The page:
88. But these several sins have each their army against us. For from vain glory there arise disobedience, boasting, hypocrisy, contentions, obstinacies, discords, and the presumptions of novelties. From envy there spring hatred, whispering, detraction, exultation at the misfortunes of a neighbour, and affliction at his prosperity. From anger are produced strifes, swelling of mind, insults, clamour, indignation, blasphemies. From melancholy there arise malice, rancour, cowardice, despair, slothfulness in fulfilling the commands, and a wandering of the mind on unlawful objects. From avarice there spring treachery, fraud, deceit, perjury, restlessness, violence, and hardnesses of heart against compassion. From gluttony are propagated foolish mirth, scurrility, uncleanness, babbling, dulness of sense in understanding. From lust are generated blindness of mind, inconsiderateness, inconstancy, precipitation, self-love, hatred of God, affection for this present world, but dread or despair of that which is to come. Because, therefore, seven principal vices produce from themselves so great a multitude of vices, when they reach the heart, they bring, as it were, the bands of an army after them. But of these seven, five namely are spiritual, and two are carnal.

 

89. But they are, each of them, so closely connected with other, that they spring only the one from the other. For the first offspring of pride is vain glory, and this, when it hath corrupted the oppressed mind, presently begets envy. Because doubtless while it is seeking the power of an empty name, it feels envy against any one else being able to obtain it. Envy also generates anger; because the more the mind is pierced by the inward wound of envy, the more also is the gentleness of tranquillity lost. And because a suffering member, as it were, is touched, the hand of opposition is therefore felt as if more heavily impressed. Melancholy also arises from anger, because the more extravagantly the agitated mind strikes itself, the more it confounds itself by condemnation; and when it has lost the sweetness of tranquillity, nothing supports it but the grief resulting from agitation. Melancholy also runs down into avarice; because, when the disturbed heart has lost the satisfaction of joy within, it seeks for sources of consolation without, and is more anxious to possess external goods, the more it has no joy on which to fall back within. But after these, there remain behind two carnal vices, gluttony and lust. But it is plain to all that lust springs from gluttony, when in the very distribution of the members, the genitals appear placed beneath the belly. And hence when the one is inordinately pampered, the other is doubtless excited to wantonness.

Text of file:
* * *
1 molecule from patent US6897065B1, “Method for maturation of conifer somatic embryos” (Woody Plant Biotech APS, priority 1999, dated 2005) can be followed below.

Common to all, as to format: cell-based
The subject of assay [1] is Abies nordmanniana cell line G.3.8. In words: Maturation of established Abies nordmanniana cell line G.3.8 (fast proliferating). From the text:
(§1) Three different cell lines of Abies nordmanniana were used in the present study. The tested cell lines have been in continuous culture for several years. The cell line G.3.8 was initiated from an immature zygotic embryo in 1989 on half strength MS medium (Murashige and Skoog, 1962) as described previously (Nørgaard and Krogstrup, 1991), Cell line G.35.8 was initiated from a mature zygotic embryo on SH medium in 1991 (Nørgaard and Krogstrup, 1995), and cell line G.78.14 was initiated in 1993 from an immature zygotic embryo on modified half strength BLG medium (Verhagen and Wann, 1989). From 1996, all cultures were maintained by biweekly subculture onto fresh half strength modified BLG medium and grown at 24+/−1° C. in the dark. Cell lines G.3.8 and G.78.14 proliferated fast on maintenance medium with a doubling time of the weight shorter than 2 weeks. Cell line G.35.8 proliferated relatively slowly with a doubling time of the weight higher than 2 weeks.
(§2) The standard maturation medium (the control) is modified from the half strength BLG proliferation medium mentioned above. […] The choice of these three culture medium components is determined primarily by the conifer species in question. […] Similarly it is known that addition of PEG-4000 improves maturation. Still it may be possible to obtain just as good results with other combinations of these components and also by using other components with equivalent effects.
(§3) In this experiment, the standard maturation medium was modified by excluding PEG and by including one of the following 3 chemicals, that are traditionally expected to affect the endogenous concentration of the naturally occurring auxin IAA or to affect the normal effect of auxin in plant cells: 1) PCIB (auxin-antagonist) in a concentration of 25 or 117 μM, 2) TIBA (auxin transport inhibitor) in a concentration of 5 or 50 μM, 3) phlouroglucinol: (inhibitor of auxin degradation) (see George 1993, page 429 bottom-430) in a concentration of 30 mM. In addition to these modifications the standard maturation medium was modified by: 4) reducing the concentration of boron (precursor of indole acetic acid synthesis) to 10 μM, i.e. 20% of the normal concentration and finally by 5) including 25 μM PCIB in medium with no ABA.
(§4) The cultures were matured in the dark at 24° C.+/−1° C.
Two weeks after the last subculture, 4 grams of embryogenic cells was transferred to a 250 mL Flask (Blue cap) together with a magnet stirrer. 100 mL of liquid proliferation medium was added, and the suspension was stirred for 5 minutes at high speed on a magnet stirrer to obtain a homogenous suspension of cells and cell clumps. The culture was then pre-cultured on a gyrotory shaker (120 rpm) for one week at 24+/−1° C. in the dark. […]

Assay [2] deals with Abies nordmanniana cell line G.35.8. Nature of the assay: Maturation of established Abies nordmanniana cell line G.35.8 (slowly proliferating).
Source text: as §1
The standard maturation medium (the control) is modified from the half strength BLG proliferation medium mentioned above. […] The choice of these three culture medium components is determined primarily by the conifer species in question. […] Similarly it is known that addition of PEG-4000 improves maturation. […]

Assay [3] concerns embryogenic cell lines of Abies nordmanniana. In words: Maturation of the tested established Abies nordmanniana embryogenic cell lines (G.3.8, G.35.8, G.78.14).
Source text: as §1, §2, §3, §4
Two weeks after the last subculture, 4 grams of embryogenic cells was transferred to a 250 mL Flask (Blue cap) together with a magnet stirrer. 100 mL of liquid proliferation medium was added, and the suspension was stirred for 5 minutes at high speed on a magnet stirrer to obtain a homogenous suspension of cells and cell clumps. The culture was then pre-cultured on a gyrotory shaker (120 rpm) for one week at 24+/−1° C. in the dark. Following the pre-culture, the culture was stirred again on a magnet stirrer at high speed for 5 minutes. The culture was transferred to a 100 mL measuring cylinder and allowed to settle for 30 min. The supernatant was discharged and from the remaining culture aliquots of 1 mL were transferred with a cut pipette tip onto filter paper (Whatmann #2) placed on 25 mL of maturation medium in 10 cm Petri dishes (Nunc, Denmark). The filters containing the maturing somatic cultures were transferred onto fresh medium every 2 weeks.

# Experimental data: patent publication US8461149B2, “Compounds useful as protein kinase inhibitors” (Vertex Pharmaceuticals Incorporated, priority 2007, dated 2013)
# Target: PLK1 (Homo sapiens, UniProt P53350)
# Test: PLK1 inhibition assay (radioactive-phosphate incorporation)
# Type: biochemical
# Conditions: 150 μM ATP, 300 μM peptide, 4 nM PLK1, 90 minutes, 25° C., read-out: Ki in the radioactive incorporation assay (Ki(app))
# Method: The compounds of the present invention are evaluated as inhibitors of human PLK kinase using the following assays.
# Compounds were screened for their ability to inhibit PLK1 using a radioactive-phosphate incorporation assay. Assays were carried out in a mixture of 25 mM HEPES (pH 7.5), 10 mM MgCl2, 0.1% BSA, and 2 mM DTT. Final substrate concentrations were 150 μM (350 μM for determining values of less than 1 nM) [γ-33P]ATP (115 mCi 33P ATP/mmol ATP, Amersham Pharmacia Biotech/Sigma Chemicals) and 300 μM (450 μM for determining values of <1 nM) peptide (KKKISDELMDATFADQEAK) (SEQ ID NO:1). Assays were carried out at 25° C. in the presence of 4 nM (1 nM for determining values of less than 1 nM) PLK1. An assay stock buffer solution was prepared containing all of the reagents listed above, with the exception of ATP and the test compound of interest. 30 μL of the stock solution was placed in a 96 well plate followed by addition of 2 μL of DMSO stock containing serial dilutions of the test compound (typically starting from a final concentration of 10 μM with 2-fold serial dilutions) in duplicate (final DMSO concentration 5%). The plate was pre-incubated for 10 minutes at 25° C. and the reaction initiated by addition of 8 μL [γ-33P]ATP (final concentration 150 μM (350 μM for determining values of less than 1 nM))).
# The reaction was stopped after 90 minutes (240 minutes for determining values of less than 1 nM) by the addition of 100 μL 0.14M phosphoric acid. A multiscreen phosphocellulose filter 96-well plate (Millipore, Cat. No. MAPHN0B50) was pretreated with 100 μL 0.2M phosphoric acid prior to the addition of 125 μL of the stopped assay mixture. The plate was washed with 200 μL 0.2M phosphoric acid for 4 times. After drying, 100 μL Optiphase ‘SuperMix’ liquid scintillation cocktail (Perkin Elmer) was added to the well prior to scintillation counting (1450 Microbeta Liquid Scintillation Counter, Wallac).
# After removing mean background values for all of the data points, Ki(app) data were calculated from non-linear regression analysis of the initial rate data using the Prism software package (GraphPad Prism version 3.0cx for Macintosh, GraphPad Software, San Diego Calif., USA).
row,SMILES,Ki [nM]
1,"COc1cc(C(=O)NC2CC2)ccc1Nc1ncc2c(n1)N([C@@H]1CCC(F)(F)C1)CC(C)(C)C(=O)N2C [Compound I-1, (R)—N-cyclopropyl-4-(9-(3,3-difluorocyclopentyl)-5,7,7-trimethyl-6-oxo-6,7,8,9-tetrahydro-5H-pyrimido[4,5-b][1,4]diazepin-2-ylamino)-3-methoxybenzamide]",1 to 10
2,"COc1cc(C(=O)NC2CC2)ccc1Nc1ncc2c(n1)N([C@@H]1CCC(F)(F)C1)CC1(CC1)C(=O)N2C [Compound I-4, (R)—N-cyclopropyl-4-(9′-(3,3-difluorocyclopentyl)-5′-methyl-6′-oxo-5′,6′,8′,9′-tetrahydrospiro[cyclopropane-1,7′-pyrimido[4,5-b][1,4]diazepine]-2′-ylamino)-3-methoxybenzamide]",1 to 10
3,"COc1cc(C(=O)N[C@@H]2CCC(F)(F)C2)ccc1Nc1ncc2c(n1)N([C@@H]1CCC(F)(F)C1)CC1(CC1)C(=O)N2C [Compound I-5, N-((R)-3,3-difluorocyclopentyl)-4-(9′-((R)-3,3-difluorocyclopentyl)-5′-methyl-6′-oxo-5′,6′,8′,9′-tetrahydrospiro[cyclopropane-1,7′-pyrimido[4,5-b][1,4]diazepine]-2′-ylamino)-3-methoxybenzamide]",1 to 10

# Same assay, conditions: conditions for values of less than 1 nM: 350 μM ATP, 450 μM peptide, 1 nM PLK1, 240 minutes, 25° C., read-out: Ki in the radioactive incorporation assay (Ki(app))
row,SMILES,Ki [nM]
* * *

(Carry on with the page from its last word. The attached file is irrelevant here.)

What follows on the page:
...
Moralia in Job, Book XXXI
http://www.lectionarycentral.com/GregoryMoralia/Book31.html
or
http://www.archive.org/stream/moralsonbookofjo31greg#page/490/mode/2up/search/pride
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« Reply #5 on: December 06, 2010, 12:49:46 PM »

Right.  Philokalia or no philokalia, St. Gregory the Great is a prominant Orthodox Saint.   Seven deadly sins and "corresponding" substantive virtues have been printed in many Orthodox prayer books over the centuries.   One that that is found, however, that may be a difference is that in Orthodox writings, the virtues are always emphasized above the sin.  The sin is the absence of the virtue and if you are doing what is good and thinking what is good, there is no need to emphasize "not doing what is bad" but only to identify it so that we might again engage in the practice of the virtues (humility instead of pride, sophrosyne instead of lust, etc.).   


One of the things that I find happening in my own life and also in working with others is that human tendency to turn our worst vices into virtues, turning spiritual strengths into human weaknesses, and thoroughly turning all of the wisdom of the ages on its head.

I have found that emphasizing virtues without identifying vice is not a good long-term strategy.

M.
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« Reply #6 on: December 06, 2010, 04:15:23 PM »

Right.  Philokalia or no philokalia, St. Gregory the Great is a prominant Orthodox Saint.   Seven deadly sins and "corresponding" substantive virtues have been printed in many Orthodox prayer books over the centuries.   One that that is found, however, that may be a difference is that in Orthodox writings, the virtues are always emphasized above the sin.  The sin is the absence of the virtue and if you are doing what is good and thinking what is good, there is no need to emphasize "not doing what is bad" but only to identify it so that we might again engage in the practice of the virtues (humility instead of pride, sophrosyne instead of lust, etc.).   
One of the things that I find happening in my own life and also in working with others is that human tendency to turn our worst vices into virtues, turning spiritual strengths into human weaknesses, and thoroughly turning all of the wisdom of the ages on its head.
I have found that emphasizing virtues without identifying vice is not a good long-term strategy.  M. 
Who is emphasizing virtues without identifying vice?   I said very clearly in the post that we need "to identify it."   Not sure where you post is coming from.   
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« Reply #7 on: December 08, 2010, 04:23:31 AM »

A hét főbűnnel kapcsolatban sok megközelítés született már, legutóbb Eva Menasse dolgozta fel a témát és vetítette a hét fő bűnt a párkapcsolatokra. Különleges könyv!
http://konyv-konyvek.hu/bocsanatos_fobunok
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« Reply #8 on: December 08, 2010, 04:54:28 PM »

Hmm, a post in Hungarian... Can you translate..